* Captain (subsequently Sir George) Strahan and myself were Aides-
de-Camp to Sir Henry Storks, who, at the time these letters were written,
was Lord High Commissioner of the Ionian Islands.

t Major De Vere, Royal Engineers, was subsequently shot dead by
one of his own men.

[13]



PREFACE

I have sent for 2 large tablecloths to blow my nose on,
having already used up all my handkerchiefs. And altogether
I am so unfit for company that I propose getting into a bag
and being hung up to a bough of a tree till this tyranny is
overpast. Please give the serming I send to His Excellency.

Yours sincerely,

Edward Leak.




[141



PREFACE




J I*- *fzA. *^ true*!*, KA~i*Jdt+f«. x




Evelyn Baring, Royal Artillery, Aide-de-Camp.
[15]



PREFACE







1 /^<^£





Dear Baring, —

I ain't been out yet, but nevertheless will come to His Ex-
cellency to-morrow evening — if snuffling & snorting & shiver-
ing may be overlooked. If I had been out, I should have
written my name at the Palace, which, as yet, I haven't had
the possibility of doing as decent folk should.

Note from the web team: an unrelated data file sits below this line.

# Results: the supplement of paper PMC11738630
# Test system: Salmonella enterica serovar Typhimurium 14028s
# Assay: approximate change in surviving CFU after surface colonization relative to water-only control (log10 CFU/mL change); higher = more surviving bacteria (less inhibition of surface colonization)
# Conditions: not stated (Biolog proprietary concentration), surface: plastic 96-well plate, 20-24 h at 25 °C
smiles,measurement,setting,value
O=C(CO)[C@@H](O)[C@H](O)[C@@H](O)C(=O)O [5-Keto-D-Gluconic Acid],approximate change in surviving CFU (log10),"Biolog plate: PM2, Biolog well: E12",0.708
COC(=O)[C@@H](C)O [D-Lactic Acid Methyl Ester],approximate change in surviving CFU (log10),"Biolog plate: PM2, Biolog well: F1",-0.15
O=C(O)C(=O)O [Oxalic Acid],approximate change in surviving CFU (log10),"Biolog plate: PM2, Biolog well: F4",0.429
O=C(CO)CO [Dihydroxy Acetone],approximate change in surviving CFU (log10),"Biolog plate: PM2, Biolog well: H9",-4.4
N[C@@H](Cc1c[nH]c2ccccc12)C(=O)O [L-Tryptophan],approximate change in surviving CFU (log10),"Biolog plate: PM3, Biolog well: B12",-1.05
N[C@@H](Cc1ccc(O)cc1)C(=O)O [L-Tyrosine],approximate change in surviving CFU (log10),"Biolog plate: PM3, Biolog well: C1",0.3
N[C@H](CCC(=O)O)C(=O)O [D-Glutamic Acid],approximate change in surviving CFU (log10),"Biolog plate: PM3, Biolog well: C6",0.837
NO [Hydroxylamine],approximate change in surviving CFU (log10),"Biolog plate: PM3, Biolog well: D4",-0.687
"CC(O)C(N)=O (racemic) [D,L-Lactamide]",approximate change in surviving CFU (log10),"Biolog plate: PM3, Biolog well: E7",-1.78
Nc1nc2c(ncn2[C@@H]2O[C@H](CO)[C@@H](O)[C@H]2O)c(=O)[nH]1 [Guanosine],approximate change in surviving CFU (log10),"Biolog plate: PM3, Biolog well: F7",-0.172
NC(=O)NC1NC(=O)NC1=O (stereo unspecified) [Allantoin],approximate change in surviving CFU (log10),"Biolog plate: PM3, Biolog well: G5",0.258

Did you ever see such a lot of brutal sno as is on Salva-
[16]



PREFACE

dor?* Ain't it beastly. Generally speaking, I have been
wrapped up like this all the week in a




wholly abject and incapable state. . . .

Will you like to read " Le Maudit " ? — 3 vols.

Yours sincerely,

Edw. Leak.

* Saint Salvador is the name of the highest mountain in Corfu.



[17]



PREFACE



J&*




[18]



PREFACE




On one occasion, in conversation with Lear, one or other
of us quoted the well-known lines in " Hudibras," in which
allusion is made to " the learned Tabacotius " and the surgi-
cal operation which is connected with his name. We were
neither of us quite sure whether we had quoted the last lines
correctly. On the following morning Lear sent me this let-
ter:

" Correction for the last lines of the quotation from
Hewdybrass.

1 But what the porter's life waned out
Off dropt the sympathetic snout.' "



[19]



PREFACE



<7





[20]



PREFACE

15, Stratford Place., W.
30 June, 1864.
Dear Baring, —

You see by the above that the Trunk has at last arrived:
—and queer enough — it had never been opened ! so that every-